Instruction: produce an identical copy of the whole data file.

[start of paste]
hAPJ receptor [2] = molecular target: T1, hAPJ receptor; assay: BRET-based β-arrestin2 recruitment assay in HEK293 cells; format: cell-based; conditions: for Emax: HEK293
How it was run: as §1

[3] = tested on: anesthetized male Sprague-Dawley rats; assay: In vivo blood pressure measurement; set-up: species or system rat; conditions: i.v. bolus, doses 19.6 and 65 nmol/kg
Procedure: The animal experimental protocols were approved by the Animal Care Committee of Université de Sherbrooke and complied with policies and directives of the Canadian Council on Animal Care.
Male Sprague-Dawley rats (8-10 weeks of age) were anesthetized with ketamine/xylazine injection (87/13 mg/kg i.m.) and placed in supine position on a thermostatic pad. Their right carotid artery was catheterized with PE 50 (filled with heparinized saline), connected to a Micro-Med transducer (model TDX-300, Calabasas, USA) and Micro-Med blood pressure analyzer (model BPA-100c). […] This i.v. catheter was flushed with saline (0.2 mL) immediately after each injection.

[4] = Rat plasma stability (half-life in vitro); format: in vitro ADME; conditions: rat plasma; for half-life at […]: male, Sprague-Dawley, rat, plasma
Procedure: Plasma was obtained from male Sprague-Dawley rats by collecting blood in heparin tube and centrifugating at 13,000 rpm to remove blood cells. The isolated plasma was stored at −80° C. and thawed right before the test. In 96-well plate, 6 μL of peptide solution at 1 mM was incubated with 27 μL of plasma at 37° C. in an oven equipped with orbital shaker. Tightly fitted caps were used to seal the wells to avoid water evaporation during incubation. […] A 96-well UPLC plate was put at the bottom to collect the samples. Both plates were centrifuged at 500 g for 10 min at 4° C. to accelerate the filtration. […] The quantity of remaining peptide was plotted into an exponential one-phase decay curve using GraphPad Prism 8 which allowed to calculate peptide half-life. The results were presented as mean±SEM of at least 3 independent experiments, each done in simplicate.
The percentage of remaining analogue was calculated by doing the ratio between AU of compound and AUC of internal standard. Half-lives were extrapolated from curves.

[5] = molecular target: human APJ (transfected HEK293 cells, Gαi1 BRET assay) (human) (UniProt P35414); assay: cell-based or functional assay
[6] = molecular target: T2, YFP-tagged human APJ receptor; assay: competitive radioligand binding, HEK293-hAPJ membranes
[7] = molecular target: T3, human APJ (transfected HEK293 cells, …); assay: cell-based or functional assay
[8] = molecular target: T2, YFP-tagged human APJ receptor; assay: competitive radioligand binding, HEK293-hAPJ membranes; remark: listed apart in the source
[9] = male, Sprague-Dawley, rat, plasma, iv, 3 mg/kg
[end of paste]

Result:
hAPJ receptor [2] = molecular target: T1, hAPJ receptor; assay: BRET-based β-arrestin2 recruitment assay in HEK293 cells; format: cell-based; conditions: for Emax: HEK293
How it was run: as §1

[3] = tested on: anesthetized male Sprague-Dawley rats; assay: In vivo blood pressure measurement; set-up: species or system rat; conditions: i.v. bolus, doses 19.6 and 65 nmol/kg
Procedure: The animal experimental protocols were approved by the Animal Care Committee of Université de Sherbrooke and complied with policies and directives of the Canadian Council on Animal Care.
Male Sprague-Dawley rats (8-10 weeks of age) were anesthetized with ketamine/xylazine injection (87/13 mg/kg i.m.) and placed in supine position on a thermostatic pad. Their right carotid artery was catheterized with PE 50 (filled with heparinized saline), connected to a Micro-Med transducer (model TDX-300, Calabasas, USA) and Micro-Med blood pressure analyzer (model BPA-100c). […] This i.v. catheter was flushed with saline (0.2 mL) immediately after each injection.

[4] = Rat plasma stability (half-life in vitro); format: in vitro ADME; conditions: rat plasma; for half-life at […]: male, Sprague-Dawley, rat, plasma
Procedure: Plasma was obtained from male Sprague-Dawley rats by collecting blood in heparin tube and centrifugating at 13,000 rpm to remove blood cells. The isolated plasma was stored at −80° C. and thawed right before the test. In 96-well plate, 6 μL of peptide solution at 1 mM was incubated with 27 μL of plasma at 37° C. in an oven equipped with orbital shaker. Tightly fitted caps were used to seal the wells to avoid water evaporation during incubation. […] A 96-well UPLC plate was put at the bottom to collect the samples. Both plates were centrifuged at 500 g for 10 min at 4° C. to accelerate the filtration. […] The quantity of remaining peptide was plotted into an exponential one-phase decay curve using GraphPad Prism 8 which allowed to calculate peptide half-life. The results were presented as mean±SEM of at least 3 independent experiments, each done in simplicate.
The percentage of remaining analogue was calculated by doing the ratio between AU of compound and AUC of internal standard. Half-lives were extrapolated from curves.

[5] = molecular target: human APJ (transfected HEK293 cells, Gαi1 BRET assay) (human) (UniProt P35414); assay: cell-based or functional assay
[6] = molecular target: T2, YFP-tagged human APJ receptor; assay: competitive radioligand binding, HEK293-hAPJ membranes
[7] = molecular target: T3, human APJ (transfected HEK293 cells, …); assay: cell-based or functional assay
[8] = molecular target: T2, YFP-tagged human APJ receptor; assay: competitive radioligand binding, HEK293-hAPJ membranes; remark: listed apart in the source
[9] = male, Sprague-Dawley, rat, plasma, iv, 3 mg/kg